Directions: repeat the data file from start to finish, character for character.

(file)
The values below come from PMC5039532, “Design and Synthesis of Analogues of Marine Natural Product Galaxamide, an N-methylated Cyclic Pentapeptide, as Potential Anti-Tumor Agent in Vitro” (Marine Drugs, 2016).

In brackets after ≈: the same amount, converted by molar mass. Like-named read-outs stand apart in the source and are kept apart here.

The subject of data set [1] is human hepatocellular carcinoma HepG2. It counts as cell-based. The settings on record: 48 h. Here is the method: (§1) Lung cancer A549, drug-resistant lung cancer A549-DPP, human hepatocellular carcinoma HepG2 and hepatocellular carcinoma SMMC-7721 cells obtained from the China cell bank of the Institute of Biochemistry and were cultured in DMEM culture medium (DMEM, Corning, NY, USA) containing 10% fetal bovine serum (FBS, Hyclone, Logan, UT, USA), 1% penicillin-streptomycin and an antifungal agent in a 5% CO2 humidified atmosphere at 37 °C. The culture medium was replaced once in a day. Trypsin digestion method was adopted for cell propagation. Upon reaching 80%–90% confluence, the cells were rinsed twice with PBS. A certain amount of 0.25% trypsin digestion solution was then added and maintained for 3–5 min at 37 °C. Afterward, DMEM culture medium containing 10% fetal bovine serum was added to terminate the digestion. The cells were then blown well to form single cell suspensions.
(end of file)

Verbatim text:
The values below come from PMC5039532, “Design and Synthesis of Analogues of Marine Natural Product Galaxamide, an N-methylated Cyclic Pentapeptide, as Potential Anti-Tumor Agent in Vitro” (Marine Drugs, 2016).

In brackets after ≈: the same amount, converted by molar mass. Like-named read-outs stand apart in the source and are kept apart here.

The subject of data set [1] is human hepatocellular carcinoma HepG2. It counts as cell-based. The settings on record: 48 h. Here is the method: (§1) Lung cancer A549, drug-resistant lung cancer A549-DPP, human hepatocellular carcinoma HepG2 and hepatocellular carcinoma SMMC-7721 cells obtained from the China cell bank of the Institute of Biochemistry and were cultured in DMEM culture medium (DMEM, Corning, NY, USA) containing 10% fetal bovine serum (FBS, Hyclone, Logan, UT, USA), 1% penicillin-streptomycin and an antifungal agent in a 5% CO2 humidified atmosphere at 37 °C. The culture medium was replaced once in a day. Trypsin digestion method was adopted for cell propagation. Upon reaching 80%–90% confluence, the cells were rinsed twice with PBS. A certain amount of 0.25% trypsin digestion solution was then added and maintained for 3–5 min at 37 °C. Afterward, DMEM culture medium containing 10% fetal bovine serum was added to terminate the digestion. The cells were then blown well to form single cell suspensions.